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Entertainment Weekly

Movies

Double Lover is a kinky psychosexual thriller for Valentine's Day: EW review

Cohen Media Group

Posted on

Francois Ozon’s new film Double Lover — somewhat perversely opening on Valentine’s Day — is the kind of deliriously trashy psychosexual thriller that only the French seem to be able to pull off with a straight face. It’s like Dead Ringers meets Body Double with a kinky, winking full-frontal Gallic twist.

Some, no doubt, will find it too preposterous for words (or, in this case, subtitles). Others (like yours truly) will find themselves in camp heaven.

Whether he’s working his way through the overheated paces of a genre movie (Swimming Pool) or grasping for something more historical and high-brow (Frantz), Ozon is one of those directors who’s always worth following simply because he knows what he’s doing. And even though Double Lover lays on the erotic provocations with a trowel and rubs your face in symbolism (mirrors, mirrors everywhere!), Ozon’s latest import is crafted with timepiece precision. You may not like where it goes, but at least it’s confident about where it’s going and how it’s getting there.

Marine Vacth, the willowy Jane Birkin lookalike from Ozon’s Young & Beautiful, stars as Chloé—a former model who starts seeing a shrink to get to the root of her chronic stomach pains. And the director makes our introduction to his protagonist in the most outrageous way imaginable: in a gynecologist’s office, with the camera capturing a close-up to end all close-ups. (Is the scene graphic? Yes. But it’s also more artful than it may seem at first when you’re too busy clutching your pearls.) The doctor tells Chloé that there is nothing physically wrong with her. Her pain is psychological. Which is how she finds herself in the office of Jeremie Renier’s Paul. After several sessions, the line between doctor and patient gets blurred and Paul trades their professional relationship for a romantic one. She moves in. And her stomach pains even begin to go away. Then, of course, things get weird….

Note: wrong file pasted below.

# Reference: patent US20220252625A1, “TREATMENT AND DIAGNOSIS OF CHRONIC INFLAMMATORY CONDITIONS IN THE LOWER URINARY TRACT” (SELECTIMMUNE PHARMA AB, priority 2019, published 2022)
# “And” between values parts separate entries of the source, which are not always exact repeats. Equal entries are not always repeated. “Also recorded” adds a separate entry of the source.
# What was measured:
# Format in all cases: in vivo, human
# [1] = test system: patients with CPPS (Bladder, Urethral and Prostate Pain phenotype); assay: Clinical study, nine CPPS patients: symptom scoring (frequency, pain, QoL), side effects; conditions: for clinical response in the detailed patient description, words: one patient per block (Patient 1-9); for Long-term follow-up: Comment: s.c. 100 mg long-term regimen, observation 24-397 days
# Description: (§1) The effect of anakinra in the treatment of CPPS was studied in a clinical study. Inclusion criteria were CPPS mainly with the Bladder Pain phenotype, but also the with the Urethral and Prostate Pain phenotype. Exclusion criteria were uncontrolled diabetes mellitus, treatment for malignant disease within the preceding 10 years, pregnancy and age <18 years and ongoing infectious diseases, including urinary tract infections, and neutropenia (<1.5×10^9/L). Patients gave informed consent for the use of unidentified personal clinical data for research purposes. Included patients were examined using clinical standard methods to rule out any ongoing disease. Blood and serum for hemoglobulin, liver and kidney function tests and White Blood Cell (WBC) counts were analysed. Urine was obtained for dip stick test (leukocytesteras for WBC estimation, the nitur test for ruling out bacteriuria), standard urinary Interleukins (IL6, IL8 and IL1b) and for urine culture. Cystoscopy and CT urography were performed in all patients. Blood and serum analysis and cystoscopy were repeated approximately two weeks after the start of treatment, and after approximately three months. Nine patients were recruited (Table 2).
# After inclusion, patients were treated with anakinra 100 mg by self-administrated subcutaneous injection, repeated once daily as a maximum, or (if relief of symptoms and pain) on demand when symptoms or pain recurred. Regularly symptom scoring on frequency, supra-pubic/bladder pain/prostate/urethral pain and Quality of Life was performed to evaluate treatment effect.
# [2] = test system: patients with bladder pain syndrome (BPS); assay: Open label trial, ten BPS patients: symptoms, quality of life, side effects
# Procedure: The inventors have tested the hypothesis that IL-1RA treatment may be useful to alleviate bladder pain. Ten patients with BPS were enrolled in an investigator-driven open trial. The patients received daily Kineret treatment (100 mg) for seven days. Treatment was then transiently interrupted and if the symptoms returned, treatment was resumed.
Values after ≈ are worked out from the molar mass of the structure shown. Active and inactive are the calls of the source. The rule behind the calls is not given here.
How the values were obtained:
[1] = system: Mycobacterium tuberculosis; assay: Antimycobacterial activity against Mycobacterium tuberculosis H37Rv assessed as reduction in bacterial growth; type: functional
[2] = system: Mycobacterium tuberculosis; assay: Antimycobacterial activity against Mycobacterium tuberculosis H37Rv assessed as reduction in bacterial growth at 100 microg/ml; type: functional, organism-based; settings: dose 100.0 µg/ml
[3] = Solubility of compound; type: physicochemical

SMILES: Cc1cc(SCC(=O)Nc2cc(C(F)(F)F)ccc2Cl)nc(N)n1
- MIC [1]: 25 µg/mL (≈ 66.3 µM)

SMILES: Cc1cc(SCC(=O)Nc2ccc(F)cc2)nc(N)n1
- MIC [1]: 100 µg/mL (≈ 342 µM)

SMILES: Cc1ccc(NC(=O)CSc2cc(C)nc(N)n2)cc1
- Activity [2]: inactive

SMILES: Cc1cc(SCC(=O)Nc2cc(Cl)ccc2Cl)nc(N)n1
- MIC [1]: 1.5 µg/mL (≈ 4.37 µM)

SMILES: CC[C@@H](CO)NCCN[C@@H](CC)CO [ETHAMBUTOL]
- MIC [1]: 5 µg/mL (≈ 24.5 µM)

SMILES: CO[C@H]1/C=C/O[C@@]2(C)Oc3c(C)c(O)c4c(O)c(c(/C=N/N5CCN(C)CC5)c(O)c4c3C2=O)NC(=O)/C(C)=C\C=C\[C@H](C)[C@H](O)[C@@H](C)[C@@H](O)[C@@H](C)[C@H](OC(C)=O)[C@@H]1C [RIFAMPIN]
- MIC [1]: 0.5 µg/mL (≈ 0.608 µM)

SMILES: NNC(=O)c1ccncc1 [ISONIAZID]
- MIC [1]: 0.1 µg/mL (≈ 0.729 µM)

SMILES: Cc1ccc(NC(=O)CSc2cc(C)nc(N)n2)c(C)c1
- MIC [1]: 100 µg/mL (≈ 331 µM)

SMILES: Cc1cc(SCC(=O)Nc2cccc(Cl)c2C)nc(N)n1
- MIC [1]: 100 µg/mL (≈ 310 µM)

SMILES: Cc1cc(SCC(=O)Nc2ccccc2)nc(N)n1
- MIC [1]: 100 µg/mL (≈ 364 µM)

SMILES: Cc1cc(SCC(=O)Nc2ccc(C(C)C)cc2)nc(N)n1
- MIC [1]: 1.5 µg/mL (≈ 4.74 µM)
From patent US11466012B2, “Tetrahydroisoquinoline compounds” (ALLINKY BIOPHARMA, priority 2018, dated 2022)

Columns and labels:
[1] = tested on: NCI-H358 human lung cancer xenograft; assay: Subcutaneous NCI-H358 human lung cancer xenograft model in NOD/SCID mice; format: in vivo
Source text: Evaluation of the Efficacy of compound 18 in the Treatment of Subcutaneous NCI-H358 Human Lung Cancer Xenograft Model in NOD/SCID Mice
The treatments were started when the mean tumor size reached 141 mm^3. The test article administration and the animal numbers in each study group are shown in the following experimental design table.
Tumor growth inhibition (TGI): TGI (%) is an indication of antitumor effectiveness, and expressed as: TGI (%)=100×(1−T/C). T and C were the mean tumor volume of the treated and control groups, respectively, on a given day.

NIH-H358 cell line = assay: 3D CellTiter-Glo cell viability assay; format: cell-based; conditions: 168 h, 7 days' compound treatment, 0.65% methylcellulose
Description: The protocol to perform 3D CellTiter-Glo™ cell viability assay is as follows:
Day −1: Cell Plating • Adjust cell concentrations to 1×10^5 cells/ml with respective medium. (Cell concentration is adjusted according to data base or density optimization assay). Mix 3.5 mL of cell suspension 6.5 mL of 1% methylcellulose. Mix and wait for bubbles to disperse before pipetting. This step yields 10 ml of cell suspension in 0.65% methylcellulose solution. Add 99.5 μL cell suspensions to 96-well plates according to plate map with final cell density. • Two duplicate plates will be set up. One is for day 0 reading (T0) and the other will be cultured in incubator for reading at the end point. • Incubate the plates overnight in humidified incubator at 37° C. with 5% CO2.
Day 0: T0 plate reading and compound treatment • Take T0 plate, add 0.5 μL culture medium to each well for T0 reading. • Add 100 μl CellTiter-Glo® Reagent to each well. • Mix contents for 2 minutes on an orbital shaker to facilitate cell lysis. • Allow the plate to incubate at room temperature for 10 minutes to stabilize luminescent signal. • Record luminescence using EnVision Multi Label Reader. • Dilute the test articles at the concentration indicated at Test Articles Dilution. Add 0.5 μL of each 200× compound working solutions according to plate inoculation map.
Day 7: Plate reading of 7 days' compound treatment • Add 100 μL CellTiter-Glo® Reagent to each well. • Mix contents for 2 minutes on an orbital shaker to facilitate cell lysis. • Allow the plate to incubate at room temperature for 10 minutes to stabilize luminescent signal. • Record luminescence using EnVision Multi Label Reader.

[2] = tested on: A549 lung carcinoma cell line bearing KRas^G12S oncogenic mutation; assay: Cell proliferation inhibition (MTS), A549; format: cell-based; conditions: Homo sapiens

One day, Chloé thinks she sees Paul from afar on the street. But it turns out it isn’t him. Paul has an identical twin named Louis who’s also a shrink (Renier has a blast doing double-duty à la Jeremy Irons). Paul won’t cop to having a twin brother, and Chloé starts sleuthing around and seeing Louis as a patient in order to learn more about her new lover’s secret…which naturally means that they quickly end up in the sack. Whereas Paul is gentle and warm and nurturing, Louis is bullying and cold and sexually aggressive.

Again, this is just foreplay for the insanity on tap. If it sounds like I’m being cagey, that’s because it’s best not to know too much about where this racy doppelgänger funhouse is headed. But let’s just say none of it is going to do any good for Chloé’s mental health.

There’s more than a whiff of Hitchcock to all of this. But unlike Hitch, Ozon has a ratings-free license to spice things up with a decathlon of artfully-lit shagging that makes Fifty Shades Freed look like a Family Circus comic strip. Adapted from a story by Joyce Carol Oates, Double Lover won’t win any citations for progressiveness when it comes to its sexual politics (Chloé may be overly curious, but she’s also painted as a willing victim) or its representation of twins (which are drawn as freakish, monstrously unstable curiosities). But movies like this one seem to reside in a zone beyond political correctness and trigger warnings. They’re designed purely to titillate, tease, and twist logic past its breaking point. And on that score, Ozon’s wickedly hyperventilating thriller is cheese that’s well-crafted enough to earn the honor of being called fromage. B+

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